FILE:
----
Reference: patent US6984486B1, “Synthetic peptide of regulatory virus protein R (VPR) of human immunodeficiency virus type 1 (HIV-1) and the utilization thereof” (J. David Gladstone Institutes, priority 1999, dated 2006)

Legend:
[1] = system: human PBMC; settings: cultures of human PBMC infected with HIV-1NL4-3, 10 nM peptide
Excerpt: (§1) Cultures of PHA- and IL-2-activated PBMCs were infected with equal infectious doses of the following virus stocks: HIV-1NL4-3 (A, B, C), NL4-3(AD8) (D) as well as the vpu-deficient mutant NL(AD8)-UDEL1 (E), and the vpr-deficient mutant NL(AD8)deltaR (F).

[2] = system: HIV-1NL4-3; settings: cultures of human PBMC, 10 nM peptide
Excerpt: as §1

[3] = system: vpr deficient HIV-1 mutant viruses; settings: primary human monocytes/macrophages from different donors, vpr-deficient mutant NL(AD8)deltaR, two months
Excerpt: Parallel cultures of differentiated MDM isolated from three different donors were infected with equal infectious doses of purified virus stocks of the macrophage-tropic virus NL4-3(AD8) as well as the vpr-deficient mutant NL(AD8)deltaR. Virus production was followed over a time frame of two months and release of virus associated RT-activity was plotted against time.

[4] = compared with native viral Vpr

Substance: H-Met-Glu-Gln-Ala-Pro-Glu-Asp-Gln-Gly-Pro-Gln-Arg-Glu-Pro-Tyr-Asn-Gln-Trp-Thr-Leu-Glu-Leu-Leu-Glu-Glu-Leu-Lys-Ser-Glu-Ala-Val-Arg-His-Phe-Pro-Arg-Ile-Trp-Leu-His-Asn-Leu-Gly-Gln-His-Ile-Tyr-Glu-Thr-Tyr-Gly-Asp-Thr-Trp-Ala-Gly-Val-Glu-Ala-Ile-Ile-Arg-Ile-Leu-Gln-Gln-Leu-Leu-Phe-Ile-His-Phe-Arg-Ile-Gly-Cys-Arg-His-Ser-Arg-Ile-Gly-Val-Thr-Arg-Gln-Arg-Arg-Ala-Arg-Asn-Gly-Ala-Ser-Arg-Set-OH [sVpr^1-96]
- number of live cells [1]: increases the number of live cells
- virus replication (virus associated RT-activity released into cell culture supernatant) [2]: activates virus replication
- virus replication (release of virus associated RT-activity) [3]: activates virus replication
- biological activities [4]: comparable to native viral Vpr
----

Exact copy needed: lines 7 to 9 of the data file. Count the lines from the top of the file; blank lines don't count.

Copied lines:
[3] = system: vpr deficient HIV-1 mutant viruses; settings: primary human monocytes/macrophages from different donors, vpr-deficient mutant NL(AD8)deltaR, two months
Excerpt: Parallel cultures of differentiated MDM isolated from three different donors were infected with equal infectious doses of purified virus stocks of the macrophage-tropic virus NL4-3(AD8) as well as the vpr-deficient mutant NL(AD8)deltaR. Virus production was followed over a time frame of two months and release of virus associated RT-activity was plotted against time.

[4] = compared with native viral Vpr